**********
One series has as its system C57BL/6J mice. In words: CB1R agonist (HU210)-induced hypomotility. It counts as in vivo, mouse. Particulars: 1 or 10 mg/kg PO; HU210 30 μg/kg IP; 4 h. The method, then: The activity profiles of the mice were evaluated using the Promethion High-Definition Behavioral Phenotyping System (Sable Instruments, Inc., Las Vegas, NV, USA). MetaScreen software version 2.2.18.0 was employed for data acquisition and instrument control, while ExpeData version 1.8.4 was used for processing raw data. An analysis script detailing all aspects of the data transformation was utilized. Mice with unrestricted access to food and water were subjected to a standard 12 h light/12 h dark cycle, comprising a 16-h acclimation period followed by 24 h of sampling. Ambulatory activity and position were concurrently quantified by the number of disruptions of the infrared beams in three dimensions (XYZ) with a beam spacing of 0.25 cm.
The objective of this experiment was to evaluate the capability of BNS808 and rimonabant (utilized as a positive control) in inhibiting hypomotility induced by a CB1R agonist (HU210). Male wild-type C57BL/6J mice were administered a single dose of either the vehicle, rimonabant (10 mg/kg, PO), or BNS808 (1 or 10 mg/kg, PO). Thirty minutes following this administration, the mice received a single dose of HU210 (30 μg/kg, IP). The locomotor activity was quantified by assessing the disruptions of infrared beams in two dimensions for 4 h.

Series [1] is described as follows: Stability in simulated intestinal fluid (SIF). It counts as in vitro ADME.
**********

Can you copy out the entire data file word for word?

One series has as its system C57BL/6J mice. In words: CB1R agonist (HU210)-induced hypomotility. It counts as in vivo, mouse. Particulars: 1 or 10 mg/kg PO; HU210 30 μg/kg IP; 4 h. The method, then: The activity profiles of the mice were evaluated using the Promethion High-Definition Behavioral Phenotyping System (Sable Instruments, Inc., Las Vegas, NV, USA). MetaScreen software version 2.2.18.0 was employed for data acquisition and instrument control, while ExpeData version 1.8.4 was used for processing raw data. An analysis script detailing all aspects of the data transformation was utilized. Mice with unrestricted access to food and water were subjected to a standard 12 h light/12 h dark cycle, comprising a 16-h acclimation period followed by 24 h of sampling. Ambulatory activity and position were concurrently quantified by the number of disruptions of the infrared beams in three dimensions (XYZ) with a beam spacing of 0.25 cm.
The objective of this experiment was to evaluate the capability of BNS808 and rimonabant (utilized as a positive control) in inhibiting hypomotility induced by a CB1R agonist (HU210). Male wild-type C57BL/6J mice were administered a single dose of either the vehicle, rimonabant (10 mg/kg, PO), or BNS808 (1 or 10 mg/kg, PO). Thirty minutes following this administration, the mice received a single dose of HU210 (30 μg/kg, IP). The locomotor activity was quantified by assessing the disruptions of infrared beams in two dimensions for 4 h.

Series [1] is described as follows: Stability in simulated intestinal fluid (SIF). It counts as in vitro ADME.